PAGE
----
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#1 Cylinder no compression

11633 Views 24 Replies 6 Participants Last post by  MonsterSoul
I am disappointed that's there is no discussion about this. Talking to the service manager this is a very common problem. #1 cylinder has no compression. The other 3 seem normal. This car has 180,000 interstate miles. He explained that it had to do with the instant start feature, #1 cylinder is engineered with higher compression. Said I could replace with a crate engine. I want to see why. Disassembly will begin in the coming days and weeks.
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No. This was a service manager who knew nothing about the car. I told him that the engine was bad and without any further information he told me the symptoms and diagnosis. It was not a coincidence. I can't wait to open it up to see what happened. Originally I expected to find low compression but when I finally got the right adapter and tested it, it was zero. Now I am wondering if I should pull the whole motor or just the head because it could just be a valve problem. If the compression is higher in that cylinder by design, how did they do it. Stroke, piston or head?
Good points. I think in today's world, most people would just replace the engine because it is tired and never look for the cause. Why is it not uncommon to see a Toyota with several hundred thousand miles? Why can't these engines do the same? I will find out and tell the world.
So I'm not a manager but work at a dealer and look at and repair these things everyday. You either misheard this manager or he is full of crap. For one thing the #1 cylinder is no different than the other 3. For two I see low compression on random cylinders not always on #1. 0 compression sounds fishy. Get a leak down tester on it, unless you threw a rod. Does this car still run just with a misfire on cylinder 1?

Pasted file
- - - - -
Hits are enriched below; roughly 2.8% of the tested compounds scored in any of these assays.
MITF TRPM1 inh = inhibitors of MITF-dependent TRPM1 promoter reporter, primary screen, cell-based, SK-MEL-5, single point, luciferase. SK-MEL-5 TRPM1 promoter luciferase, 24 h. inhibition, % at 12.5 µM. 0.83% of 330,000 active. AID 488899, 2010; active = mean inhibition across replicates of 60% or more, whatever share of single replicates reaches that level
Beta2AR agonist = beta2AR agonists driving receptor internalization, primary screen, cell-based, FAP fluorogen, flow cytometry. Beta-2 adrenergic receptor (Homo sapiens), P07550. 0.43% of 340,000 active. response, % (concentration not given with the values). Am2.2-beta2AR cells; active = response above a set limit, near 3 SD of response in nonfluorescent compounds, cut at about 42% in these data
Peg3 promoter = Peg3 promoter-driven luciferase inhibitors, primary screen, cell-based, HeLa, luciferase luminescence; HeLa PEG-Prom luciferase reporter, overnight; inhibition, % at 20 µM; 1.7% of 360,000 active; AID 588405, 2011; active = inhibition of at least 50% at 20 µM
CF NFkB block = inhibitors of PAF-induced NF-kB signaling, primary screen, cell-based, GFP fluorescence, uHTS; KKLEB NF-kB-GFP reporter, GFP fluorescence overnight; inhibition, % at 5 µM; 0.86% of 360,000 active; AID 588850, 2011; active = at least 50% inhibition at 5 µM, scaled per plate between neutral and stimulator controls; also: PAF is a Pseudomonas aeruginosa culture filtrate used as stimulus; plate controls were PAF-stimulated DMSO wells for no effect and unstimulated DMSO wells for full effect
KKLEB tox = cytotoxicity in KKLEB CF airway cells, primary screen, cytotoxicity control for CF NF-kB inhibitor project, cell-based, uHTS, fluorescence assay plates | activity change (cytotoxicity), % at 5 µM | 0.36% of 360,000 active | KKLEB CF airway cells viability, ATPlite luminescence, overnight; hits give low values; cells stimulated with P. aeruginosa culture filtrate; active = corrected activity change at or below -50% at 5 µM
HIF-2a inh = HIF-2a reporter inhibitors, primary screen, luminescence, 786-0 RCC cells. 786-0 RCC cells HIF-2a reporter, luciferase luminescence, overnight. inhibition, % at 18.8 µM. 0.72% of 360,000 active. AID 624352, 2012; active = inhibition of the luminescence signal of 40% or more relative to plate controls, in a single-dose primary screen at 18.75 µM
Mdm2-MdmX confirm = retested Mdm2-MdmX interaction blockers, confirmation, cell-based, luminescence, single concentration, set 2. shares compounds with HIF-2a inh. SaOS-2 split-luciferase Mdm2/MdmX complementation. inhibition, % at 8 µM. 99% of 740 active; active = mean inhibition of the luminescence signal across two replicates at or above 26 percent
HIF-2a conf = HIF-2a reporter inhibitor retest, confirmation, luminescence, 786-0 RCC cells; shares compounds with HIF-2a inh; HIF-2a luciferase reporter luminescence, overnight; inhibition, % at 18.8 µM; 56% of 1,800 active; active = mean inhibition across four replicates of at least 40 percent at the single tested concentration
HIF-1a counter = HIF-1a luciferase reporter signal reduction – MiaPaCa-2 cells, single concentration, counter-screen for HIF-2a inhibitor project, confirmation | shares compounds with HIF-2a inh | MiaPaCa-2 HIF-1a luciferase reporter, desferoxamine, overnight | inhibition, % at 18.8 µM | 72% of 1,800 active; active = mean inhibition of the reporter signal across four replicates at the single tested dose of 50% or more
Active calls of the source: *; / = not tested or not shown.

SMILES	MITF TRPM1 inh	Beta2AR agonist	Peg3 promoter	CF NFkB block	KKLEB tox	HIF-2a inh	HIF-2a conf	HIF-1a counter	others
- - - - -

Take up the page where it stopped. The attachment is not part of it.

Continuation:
Still runs. No knocks so I think the bearings are ok. When you get it up to speed the miss isn't as noticable. Not going to be able to get to it till this weekend.
Solved. I apologize for not being more thorough doing a compression test. I finally took it apart and I am amazed at how well the motor is designed. The cylinders have the original crosshatch from the factory (180k miles) but do have some aluminum residue from the piston skirts. The rings end gap are tighter than factory spec...... Now the issue, there is a hunk missing from an exhaust valve. After researching, this is a problem with most direct inject fuel systems. The valves build up with carbon and get hot spots. Sounds like the carbon comes from the crankcase via pcb valve. Toyota solved their problem with a fuel cleaning sequence. Fuel additives will not solve this issue. You need to put a cleaner in through the intake manifold after the mass airflow sensor. Years ago the way that we did that was to get the engine running and warmed up and run a trickle of water into the carburetor for a few minutes. The steam from the water would loosen up the carbon and clean it from the engine.
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Bucket shim? I assume you buy those from kia. Sounds like replacing all of the valves is a major ordeal if you have to shim each one. I like the suggestion on the valve tool. I'll be checking that out.
I was very confused because I don't have buckets. My head has normal lifters and roller rocket arms. Am i missing something here?
Update.... Really starting to hate kia. Rebuilding the engine is nearly impossible. Not only do you have several hundred dollars of torque to yield bolts but every main bearing size is different. Every cylinder bore is different, rod bearings are different, etc. I have never seen such a clustered up engine. So you buy oversized piston rings and grind the ends to fit the end gap. You are supposed to be able to see colors on the rod bearings to determine size and plastigage to verify spec. Mine have no colors. Now the valves.... The stock valves have raised lettering and logos on the top. A great place for the carbon to start the buildup. I ground and polished the lettering away. The replacement valve from autozone was already smooth. I've seen many issues on the forum concerning the catalytic converter. It appears to me that it is an avalanche starting with carbon buildup. If you clean the engine every 20k miles you will probably be fine. Otherwise the blow by and burning oil will plug the catalytic converter. Come to find out the root cause is the fuel delivery. Every manufacturer has issues with gdi engines. Toyota solved theirs by changing the fuel delivery periodically.

There should be a way to burn the oil out of the catalytic converter. A person could make a lot of money.....
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